Though we may not openly acknowledge it, society has engrained in us that it’s “cool” to be mean. We all want to believe we are good people; we rationalize our actions to ourselves, saying that we are kind to our friends, our families and those close with us. We share sympathetic videos on social media. We spend time attending Dance Marathon and Relay for Life. We don’t go out of our way to ruin people’s lives. That — the bare minimum, it seems — is enough to justify the fact that we are good people.
Outward, genuine kindness, not just to friends and family, but to strangers, to people who may otherwise dislike us, is seen as weak and naïve. As a society, we mock those who are unconditionally “nice.” You might value that trait in friends and family (since it directly affects you), but chances are, if an overly friendly and nice stranger approaches you, you’re either second-guessing their motives or thinking they are dim-witted. If it’s the former, chances are you have used a friendly demeanor to get what you wanted and are suspecting the same in someone else. If it’s the latter, you might have had your own kindness taken advantage of and seeing someone continue that attitude seems stupid.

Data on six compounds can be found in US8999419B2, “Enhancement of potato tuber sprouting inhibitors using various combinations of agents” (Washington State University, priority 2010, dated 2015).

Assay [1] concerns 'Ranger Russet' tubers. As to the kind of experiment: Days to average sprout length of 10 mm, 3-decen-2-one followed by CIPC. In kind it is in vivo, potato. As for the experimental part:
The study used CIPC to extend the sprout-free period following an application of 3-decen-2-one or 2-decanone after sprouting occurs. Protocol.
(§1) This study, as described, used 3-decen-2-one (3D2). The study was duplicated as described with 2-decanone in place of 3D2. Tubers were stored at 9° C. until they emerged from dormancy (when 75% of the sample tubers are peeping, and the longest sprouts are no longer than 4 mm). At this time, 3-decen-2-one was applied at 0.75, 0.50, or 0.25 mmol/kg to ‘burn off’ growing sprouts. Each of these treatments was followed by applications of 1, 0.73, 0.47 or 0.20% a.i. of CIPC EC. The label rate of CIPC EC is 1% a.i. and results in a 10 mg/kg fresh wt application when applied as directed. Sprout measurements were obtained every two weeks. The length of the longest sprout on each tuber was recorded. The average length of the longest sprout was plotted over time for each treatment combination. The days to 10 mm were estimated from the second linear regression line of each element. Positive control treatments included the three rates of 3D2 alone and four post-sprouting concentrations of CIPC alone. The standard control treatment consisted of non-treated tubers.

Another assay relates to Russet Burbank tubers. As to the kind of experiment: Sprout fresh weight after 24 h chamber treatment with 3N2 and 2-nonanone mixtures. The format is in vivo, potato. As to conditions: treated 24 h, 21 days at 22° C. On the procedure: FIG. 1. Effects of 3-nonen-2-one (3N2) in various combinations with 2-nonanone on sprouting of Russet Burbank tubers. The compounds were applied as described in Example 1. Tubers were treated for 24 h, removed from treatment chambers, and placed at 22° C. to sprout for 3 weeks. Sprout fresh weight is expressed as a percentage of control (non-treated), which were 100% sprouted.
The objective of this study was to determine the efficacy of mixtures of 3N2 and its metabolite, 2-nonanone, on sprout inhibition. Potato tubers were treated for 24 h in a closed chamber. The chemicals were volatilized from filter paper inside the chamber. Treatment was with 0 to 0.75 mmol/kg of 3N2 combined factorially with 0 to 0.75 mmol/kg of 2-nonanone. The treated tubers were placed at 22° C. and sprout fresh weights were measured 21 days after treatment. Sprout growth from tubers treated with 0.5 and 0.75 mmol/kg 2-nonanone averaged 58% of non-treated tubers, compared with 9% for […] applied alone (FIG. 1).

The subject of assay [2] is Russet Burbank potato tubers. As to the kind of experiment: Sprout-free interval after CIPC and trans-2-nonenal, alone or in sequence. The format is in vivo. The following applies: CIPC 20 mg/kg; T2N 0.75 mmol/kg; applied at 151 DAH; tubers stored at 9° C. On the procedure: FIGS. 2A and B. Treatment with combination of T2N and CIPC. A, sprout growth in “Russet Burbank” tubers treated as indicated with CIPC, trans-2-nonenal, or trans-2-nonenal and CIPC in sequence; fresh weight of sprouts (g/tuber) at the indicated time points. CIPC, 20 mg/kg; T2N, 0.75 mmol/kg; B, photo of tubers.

We pride ourselves on comebacks, drama, holding our ground, being self-assured, being “cutthroat” and not being afraid to push others out of the way to get what we want. It’s a very Westernized notion: The self matters more than the community. Do what it takes to succeed. Ambition, accomplishments and confidence are prized over humility, niceness and gentleness. And not without good reason. This is a very competitive and ruthless world we live in. It’s smarter to be on your guard, safer to second-guess the motives of others and more secure to harden yourself instead of letting yourself be soft.
It is a bit cliché to quote The Smiths, but Morrissey has a point. “It takes guts to be gentle and kind,” sang the vocalist of the band in the somewhat depressing “I Know It’s Over.” The 2015 live-action “Cinderella” has a similar message of, “Have courage, and be kind.” It seems we are aware, as human beings, that being kind is one of the bravest things we can do, and yet we dismiss it, deride it and simply don’t do it.
Perhaps it is because the notion of kindness has been so distilled with the concept of getting something in return.
But we’re here to argue, dear reader, kindness is not another resume line. Do not be kind to someone with the expectation to receive something in return; do it because it is the right thing to do.
Society has taught us differently; if you celebrate Christmas, you are told to be a good child and Santa will give you presents. You aren’t told to be good because it is the right thing to do, but because some imaginary fat man will drop off the latest Barbie or Hot Wheels toy under the tree. We are aware that we act “good” in order to get what we want, so we know that others must do the same. There is almost always incentive — presents on Christmas, a promotion, an extra bullet point on our resumes, the satisfaction of posting on social media, the promise of rewards in the afterlife.
However, being unconditionally kind is perhaps one of the most brave and noble things we as human beings can do. It is not something we should look down on, just because we do not do it ourselves, but something we should aspire to.